• Add-ins / CSOM: this development model allows for the customization and extension of SharePoint sites without having full trust access to the target farm, being able to work remotely with client-side code (C# or JavaScript) to build custom full-pages, app-parts or UI actions, using the Client Side Object Model (CSOM) and the REST API of SharePoint. A SharePoint Add-in can include classic SharePoint components such as lists, custom website pages, web parts, workflows, content types, and many other artifacts.
  • PowerShell: a Microsoft 365 developer may have to build some PowerShell scripts to achieve some tasks.
  • Microsoft 365 Patterns & Practices (PnP): this is a collection of tools and practices that cover the most common use cases, built by the community to help you achieve your customization / extension of M365 without reinventing the wheel every time you want to do it.
  • MS Graph: Microsoft Graph is a unified model that gives you access to the tremendous amount of data in Microsoft 365 & Windows 10, connected to your own data and Azure AI, which allows you to build powerful apps and services for your client organizations.
  • REST APIs: there are several APIs available in Microsoft 365, especially in SharePoint Online, that a developer can use to build apps and services.
  • MS Azure (AAD, Apps, WebJobs & WebHooks): a knowledge of Azure Active Directory, and the deployment and use of apps, webjobs & webhooks is required in a Microsoft 365 developer.
  • Power Apps, Power Automate & Power Bots (Optional): Although these are part of the Power Platform, and it is mostly a different developer that handles customization on it (see the next profile description), but a lot of companies require their Microsoft 365 developers to handle the development of workflows, apps and bots as well, so you might consider combining the two.

Power Platform Developer (separate solution but related to M365): the Power Platform is the suite that contains Power Apps, Power Automate (formerly known as MS Flow), Power Bots and Power BI. This platform sits on top of the Common Data Service, and is usually connected with Microsoft 365 and Dynamics 365.

A Power Platform Developer must be able to build custom Workflows (Power Automate), chat bots (Power Bots), responsive and intelligent apps (Power Apps), and be able to generate advanced reports and dashboards (Power BI).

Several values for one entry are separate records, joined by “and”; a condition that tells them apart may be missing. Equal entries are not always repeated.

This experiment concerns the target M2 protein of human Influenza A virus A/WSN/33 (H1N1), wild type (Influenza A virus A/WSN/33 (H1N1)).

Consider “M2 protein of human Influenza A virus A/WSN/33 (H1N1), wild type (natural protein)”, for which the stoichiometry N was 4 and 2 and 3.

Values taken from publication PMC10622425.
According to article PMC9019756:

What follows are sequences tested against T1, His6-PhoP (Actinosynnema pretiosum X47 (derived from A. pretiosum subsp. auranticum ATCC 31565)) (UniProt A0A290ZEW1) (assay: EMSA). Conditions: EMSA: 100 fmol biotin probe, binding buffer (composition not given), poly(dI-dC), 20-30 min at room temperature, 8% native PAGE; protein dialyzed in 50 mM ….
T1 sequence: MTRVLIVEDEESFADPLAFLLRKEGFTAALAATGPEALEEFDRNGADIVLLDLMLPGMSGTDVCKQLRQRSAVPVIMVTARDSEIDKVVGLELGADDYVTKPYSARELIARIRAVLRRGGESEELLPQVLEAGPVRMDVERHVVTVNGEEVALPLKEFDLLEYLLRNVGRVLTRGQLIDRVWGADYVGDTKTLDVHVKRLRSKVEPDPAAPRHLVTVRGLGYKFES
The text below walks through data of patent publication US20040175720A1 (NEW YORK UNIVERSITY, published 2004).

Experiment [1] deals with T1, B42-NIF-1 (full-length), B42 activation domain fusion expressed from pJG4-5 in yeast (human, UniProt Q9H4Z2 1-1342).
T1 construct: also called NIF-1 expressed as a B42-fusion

Which Ones Are The Best For Your Career

All the mentioned M365 skills / jobs have known an increase in demand in recent years, so to determine the best Microsoft 365 skills / jobs for you, you need to take into account what background you have coming in to this field.

If you come from a consulting background in IT infrastructure, then perhaps you can target Microsoft 365 administration, or you can get in pre-sales & post-sales M365 consulting and start learning the appropriate skills for it. Eventually with experience, you might become a M365 Architect.

If you have a background in digital workplaces’ communications, then maybe the Unified Communication Engineering is what you should aim for.

If you have a software engineering background, with an emphasis on web development, then Microsoft 365 development is the obvious path for you.

And last but not least, if you are a beginner, and you don’t have any prior experiences, or perhaps you are not even an IT professional, you are just looking for “hot skills” to enhance your resume, and maybe just maybe get a pay bump, then learning Microsoft 365 fundamentals (there is a actual Microsoft Certification for that: MS-900), and trying to become a power-user of the different apps and services included in M365 suite, might actually get you a job as a Microsoft 365 Support Agent.

And you can check my answers to Microsoft 365 general FAQs, for more information.


I'm a senior CS Engineer from Morocco, working as an Independent Consultant and a part-time blogger.